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Thread: Starting out

  1. #1
    Josh's Avatar
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    Starting out

    Hello everyone.

    I recently just purchased a Nikon D3200 and want to start learning about photography etc. And by that I mean everything from composition of the picture to the end result with some PP involved. However, my prior experience with cameras was an old point and shoot and never learned anything about settings (shutter speed, Apeture, ISO, etc). I have been reading on this forum for a couple of weeks and a few other sources so I understand the basic concepts. But I am curious if you would recommend starting out using manual mode the majority of the time or should I start with the Priority modes first? My goal is really to not use the "auto mode" or at least as little as possible.

    Thanks,

    Josh

  2. #2
    Administrator Manfred M's Avatar
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    Re: Starting out

    Josh - welcome to CiC. Unfortunately, there is no cookbook formula answer to your question. and you should try to master all of the modes. That is the only way you are going make the right decision for you in a particular situation.

    As a starting point, let me offer the following suggestion:

    1. If depth of field is important, i.e you want part of the shot to be in focus, while the background is blurred or you want the whole shot in focus, then go to aperture priority mode and select the f-stop you want to shoot;

    2. If you want to stop motion or blur motion, shoot shutter priority and select the appropriate shutter speed for what you are trying to do; and

    3. If you find yourself in a situation where you are not getting the result you want, switch over to manual and bracket the shots by changing the shutter speed and aperture to give you the result you are looking for.

    Do not forget the third variable. ISO. as you may have to adjust that to get the shot you are trying for. I tend to shoot at as low an ISO setting as I can get away with, as this will minimize image noise, will maximize exposure latitude and colour quality.

  3. #3
    Mark von Kanel's Avatar
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    Re: Starting out

    Josh, use whatever your comfortable with, the beauty of digital is it will cost you nothing other than your time, you may find it less to take in if you use one of the priority modes, it can be a bit of a struggle to get all your settings right in manual and compose the picture before the moments gone. so if you want to ply with manual id do it on something stationary until you settle in to you camera.

    take some pictures and put them up here (one at a time preferably for me!) and we will help you out bit by bit. welcome to CIC.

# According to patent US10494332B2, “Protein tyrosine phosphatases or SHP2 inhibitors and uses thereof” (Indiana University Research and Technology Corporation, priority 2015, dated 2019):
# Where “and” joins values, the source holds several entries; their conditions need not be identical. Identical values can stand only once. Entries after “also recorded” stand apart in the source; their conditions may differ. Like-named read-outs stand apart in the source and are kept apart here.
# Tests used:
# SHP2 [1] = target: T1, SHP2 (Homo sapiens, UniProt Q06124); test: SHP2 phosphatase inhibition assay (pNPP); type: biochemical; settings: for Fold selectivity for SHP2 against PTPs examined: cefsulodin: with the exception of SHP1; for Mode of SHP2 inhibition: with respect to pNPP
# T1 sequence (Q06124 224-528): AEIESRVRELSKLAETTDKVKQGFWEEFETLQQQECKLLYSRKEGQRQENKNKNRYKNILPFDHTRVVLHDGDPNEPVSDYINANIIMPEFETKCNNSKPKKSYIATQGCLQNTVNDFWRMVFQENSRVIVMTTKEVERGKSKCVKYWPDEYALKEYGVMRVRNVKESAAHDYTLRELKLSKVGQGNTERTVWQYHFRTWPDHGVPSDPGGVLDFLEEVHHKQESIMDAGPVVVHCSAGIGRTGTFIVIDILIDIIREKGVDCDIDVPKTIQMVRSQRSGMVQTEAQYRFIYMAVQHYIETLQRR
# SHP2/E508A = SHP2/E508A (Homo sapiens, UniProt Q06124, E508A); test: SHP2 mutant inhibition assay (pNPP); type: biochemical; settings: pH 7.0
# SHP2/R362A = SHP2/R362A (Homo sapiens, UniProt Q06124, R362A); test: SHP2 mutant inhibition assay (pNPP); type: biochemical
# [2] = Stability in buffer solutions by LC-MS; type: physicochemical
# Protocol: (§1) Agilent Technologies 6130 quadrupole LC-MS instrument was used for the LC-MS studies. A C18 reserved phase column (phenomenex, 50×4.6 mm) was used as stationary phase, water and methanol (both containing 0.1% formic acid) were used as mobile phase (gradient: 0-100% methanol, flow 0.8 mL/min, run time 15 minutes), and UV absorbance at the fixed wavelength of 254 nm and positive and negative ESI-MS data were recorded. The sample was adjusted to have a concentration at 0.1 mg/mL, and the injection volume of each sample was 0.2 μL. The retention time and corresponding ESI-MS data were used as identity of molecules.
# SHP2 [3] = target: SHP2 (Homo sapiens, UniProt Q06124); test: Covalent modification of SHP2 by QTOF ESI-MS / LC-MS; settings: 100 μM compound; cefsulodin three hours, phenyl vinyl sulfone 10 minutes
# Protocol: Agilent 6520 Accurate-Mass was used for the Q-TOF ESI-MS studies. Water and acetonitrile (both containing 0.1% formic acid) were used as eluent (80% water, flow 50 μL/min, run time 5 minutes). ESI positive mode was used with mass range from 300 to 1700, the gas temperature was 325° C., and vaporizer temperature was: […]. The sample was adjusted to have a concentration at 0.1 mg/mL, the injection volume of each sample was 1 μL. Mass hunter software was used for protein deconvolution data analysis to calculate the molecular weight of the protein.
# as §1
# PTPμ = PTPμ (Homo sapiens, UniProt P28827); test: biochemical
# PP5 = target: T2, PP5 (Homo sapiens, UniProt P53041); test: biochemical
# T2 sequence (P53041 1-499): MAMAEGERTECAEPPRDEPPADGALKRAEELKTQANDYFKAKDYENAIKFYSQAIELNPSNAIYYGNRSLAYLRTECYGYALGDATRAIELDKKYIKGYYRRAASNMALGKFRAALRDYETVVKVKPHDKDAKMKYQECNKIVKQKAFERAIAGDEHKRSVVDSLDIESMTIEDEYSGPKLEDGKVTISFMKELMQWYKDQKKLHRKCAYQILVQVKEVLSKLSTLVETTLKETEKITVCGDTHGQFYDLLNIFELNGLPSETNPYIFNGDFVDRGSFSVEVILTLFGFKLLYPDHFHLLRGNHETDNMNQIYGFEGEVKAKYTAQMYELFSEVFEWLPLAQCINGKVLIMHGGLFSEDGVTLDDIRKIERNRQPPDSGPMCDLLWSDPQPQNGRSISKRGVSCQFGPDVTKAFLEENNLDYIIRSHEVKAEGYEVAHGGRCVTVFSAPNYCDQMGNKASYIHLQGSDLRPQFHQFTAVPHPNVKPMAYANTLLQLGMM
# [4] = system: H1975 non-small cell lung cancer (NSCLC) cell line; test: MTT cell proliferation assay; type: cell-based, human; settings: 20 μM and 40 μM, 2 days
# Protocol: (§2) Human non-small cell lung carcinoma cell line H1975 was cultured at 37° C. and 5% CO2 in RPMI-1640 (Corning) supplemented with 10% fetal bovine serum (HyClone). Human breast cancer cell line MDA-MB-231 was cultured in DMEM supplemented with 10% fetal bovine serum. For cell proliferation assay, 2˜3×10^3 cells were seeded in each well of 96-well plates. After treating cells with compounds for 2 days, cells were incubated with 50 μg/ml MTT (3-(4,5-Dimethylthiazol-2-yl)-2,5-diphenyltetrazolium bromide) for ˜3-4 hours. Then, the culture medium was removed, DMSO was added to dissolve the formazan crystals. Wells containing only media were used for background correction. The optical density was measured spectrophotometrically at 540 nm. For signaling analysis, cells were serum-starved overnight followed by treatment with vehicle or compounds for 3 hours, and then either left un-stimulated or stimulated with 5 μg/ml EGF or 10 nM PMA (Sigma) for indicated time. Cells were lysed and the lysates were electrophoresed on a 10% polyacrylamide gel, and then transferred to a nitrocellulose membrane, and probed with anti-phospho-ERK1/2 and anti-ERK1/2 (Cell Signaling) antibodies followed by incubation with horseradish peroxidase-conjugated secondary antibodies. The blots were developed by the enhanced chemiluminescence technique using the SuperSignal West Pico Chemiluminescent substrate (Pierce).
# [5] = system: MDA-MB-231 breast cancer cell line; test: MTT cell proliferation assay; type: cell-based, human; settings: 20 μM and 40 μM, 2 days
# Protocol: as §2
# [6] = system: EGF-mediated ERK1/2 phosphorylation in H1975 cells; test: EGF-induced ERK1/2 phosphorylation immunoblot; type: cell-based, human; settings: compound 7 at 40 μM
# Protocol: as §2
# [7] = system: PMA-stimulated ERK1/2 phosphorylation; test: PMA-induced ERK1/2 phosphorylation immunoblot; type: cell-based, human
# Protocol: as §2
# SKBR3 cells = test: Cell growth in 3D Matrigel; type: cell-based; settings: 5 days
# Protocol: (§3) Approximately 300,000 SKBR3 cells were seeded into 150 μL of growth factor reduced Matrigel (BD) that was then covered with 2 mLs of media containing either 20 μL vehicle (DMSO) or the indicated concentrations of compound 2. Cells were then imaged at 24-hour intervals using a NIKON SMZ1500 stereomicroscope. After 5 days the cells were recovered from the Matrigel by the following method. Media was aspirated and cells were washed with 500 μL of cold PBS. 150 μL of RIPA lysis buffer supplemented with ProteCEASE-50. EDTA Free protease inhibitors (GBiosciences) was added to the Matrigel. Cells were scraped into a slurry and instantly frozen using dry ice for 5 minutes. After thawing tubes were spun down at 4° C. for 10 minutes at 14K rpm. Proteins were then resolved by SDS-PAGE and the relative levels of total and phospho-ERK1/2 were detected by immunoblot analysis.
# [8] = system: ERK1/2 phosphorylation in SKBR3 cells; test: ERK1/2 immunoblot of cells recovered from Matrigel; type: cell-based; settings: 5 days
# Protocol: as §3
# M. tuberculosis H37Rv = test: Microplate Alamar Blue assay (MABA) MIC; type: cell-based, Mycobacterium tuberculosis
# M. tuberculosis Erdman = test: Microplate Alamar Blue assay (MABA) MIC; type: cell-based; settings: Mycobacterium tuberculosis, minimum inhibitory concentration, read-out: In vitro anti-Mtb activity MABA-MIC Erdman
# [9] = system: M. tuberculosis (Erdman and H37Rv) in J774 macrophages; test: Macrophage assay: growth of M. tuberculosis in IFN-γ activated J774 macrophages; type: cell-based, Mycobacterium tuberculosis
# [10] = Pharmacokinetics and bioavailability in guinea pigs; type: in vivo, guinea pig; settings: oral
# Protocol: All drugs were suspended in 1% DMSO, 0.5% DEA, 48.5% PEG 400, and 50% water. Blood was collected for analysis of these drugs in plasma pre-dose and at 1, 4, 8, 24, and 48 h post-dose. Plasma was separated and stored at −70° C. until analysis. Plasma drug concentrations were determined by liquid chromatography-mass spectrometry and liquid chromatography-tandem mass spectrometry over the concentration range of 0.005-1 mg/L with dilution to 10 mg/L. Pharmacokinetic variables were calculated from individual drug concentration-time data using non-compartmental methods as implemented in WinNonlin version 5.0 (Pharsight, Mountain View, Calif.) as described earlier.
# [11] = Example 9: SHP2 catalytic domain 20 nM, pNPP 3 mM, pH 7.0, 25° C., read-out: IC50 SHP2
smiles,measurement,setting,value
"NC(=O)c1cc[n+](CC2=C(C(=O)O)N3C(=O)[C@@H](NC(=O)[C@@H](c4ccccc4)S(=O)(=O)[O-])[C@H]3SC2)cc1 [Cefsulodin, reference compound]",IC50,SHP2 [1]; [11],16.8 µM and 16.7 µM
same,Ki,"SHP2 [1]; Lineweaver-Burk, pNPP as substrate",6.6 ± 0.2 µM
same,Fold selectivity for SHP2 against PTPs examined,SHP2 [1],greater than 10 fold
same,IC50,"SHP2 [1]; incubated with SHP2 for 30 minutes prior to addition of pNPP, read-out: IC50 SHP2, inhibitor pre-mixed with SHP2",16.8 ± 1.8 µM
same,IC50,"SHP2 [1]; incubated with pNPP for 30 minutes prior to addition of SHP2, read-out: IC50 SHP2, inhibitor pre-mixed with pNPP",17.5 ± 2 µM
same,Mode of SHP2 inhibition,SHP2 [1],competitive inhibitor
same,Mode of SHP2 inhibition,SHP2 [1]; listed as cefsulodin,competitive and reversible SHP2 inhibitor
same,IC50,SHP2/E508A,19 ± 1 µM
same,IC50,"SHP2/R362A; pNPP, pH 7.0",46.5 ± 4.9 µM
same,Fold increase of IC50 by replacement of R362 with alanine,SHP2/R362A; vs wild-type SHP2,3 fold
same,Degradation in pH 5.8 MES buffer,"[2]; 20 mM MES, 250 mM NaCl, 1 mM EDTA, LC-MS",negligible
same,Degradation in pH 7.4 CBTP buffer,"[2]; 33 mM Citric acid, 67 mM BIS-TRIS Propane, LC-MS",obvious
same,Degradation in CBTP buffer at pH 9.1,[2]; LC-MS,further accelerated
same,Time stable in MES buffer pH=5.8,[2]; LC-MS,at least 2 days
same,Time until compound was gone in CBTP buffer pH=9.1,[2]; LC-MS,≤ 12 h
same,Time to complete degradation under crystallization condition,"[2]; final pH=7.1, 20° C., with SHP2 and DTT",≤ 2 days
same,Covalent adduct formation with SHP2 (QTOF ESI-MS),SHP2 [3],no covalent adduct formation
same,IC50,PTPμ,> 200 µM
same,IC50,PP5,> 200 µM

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    Re: Starting out

    It is good that you want to learn to use the manual controls of your camera but in the general picture they are less important than learning or seeing good images and using the wonderful aids that we have today is not a bad thing... the crux is learning to recognise when you need to use manual becuase the automatics are not giving you the right result. We all take different sorts of photographs but I rarely use Manual though from years of working with non-auto cameras I am familiar with it. Like a lot of things in photography it is good if one knows about them but you don't use them all the time. Digital is wonderful that you get immediate review and can change the way one is working if one didn't spot the problem up front.
    A very useful tool in this direction is the 'blinkies' where the camera tells you when it thinks you have over-exposed by flashing those areas on review. You then make the judgement call as to if that matters or if you need to make an adjustment, reducing the exposure, perhaps over several shots until you get the result you want. [ 2 or 3 anyway ]

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    Re: Starting out

    Hi Josh,

    I'm a newbie too so I don't have anything much to share with you except to welcome you I know you will appreciate this site because I haven't found so many helpful folks in all my online travels

    I just bought a camera with quite a few bells and whistles I am interested in learning about as well. For now, I have to stick with Auto Modes since I just don't know enough yet. I can try out things I am reading and learning though which is going to be a blast

    Enjoy your time here and again I welcome you!! Denise

  6. #6
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    Re: Starting out

    If I were to recommend settings for a new photographer to use, I would suggest setting the camera at ISO 160 (or 200 on a Nikon) for photography on relatively bright days and ISO 320 (400 for the Nikon) for dimmer days or when shooting action needing a very fast shutter speed. Night and lower light shooting often requires a higher ISO with which you should experiment before using it for any important images.